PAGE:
So, I actually did briefly date a hippie between freshman and sophomore year. Wow, what an experience. He worked in body care section of Whole Foods and thought that the trails coming out of jets was a government plot. He made good organic blackberry pancakes and would soothe my hangovers with giant all-natural hangover pills. What a guy.
That was just a lark, though. In reality, I have no interest in dating a hippie. For the most part they have zero ambition beyond “overthrowing capitalism” or something. I, on the other hand, am ambitious and enjoy what capitalism can bring me. You know, when it’s not being evil and all.
So that puts me in a weird position. Where does one find a guy who always buys the expensive drinks and also the organic food for dinner? Beats me.
The point of all this is that I’ve been invited on a date for Wednesday. I’m not particularly excited about it. I met this dude out on Saturday – he’s a friend of a friend. I’m pretty sure he wears product in his hair, and I distinctly remember his white/black pinstripe button down. Yeah. But he was just SO pushy I was like “FINE! Here’s my number!”
He called me up Sunday night to plan our little rendez-vous. I let him suggest a place. “Do you like chocolate?” he asked.
“Sure, chocolate is good.”
“Well there’s this place that revolves completely around chocolate, even the pizza. It’s my favorite restaurant.”
I went along with it, but after I hung up I realized that the thought of a whole dinner doused in chocolate was already making me feel bloated. Then I thought, why not kill two birds with one stone? Try out a good organic restaurant and scope out the open mindedness of this dude. That or scare him away!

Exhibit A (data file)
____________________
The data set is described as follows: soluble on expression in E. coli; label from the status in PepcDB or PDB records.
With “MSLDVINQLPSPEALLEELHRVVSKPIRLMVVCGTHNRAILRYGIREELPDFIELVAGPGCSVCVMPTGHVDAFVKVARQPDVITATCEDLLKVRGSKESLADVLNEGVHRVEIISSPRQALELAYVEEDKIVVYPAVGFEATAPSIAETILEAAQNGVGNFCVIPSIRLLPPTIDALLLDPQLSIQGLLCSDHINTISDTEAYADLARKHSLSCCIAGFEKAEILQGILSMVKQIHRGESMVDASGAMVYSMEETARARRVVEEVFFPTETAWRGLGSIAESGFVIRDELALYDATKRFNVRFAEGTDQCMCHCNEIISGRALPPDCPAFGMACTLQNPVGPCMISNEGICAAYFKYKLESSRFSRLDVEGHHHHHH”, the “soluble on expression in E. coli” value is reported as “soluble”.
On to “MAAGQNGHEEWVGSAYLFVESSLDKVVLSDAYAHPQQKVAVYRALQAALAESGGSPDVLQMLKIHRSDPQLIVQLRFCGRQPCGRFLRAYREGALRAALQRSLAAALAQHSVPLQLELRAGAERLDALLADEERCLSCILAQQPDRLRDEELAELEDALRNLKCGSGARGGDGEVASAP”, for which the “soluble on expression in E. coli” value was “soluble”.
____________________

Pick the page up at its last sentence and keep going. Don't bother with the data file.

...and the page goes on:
When he calls back today, which he said he would do, I’m gonna ask him to take me to another restaurant. I looked on Greenopia for green restaurants, cut out the vegetarians places (that might be pushing it), and looked for the one with the best rating on Zagat. I came up with Savoy at Prince and Crosby St. It looks like great local organic food. Oh, and it’s expensive, heh.
Here’s the thing, I won’t tell him it’s organic. I want to see his reaction. I figure when he sees that it’s an organic place, he’ll do one of four things:
1. “Wow, you like organic food? Me too! I’m so glad we met.”
2. “I’ve keep hearing about organic food but don’t know much about it. Could you fill me in on why it’s so wonderful?”
3. Silence. Because he’s grateful that I ever said yes to a date in the first place and doesn’t want to f- it up.
4. “Organic food? Seriously? Are you like a tree hugger or something?” At which point I’ll tell him to get the hell out of the restaurant so I can enjoy my food in peace.
Honestly, I hope he does number four, because I really could care less. I just want the food, thanks.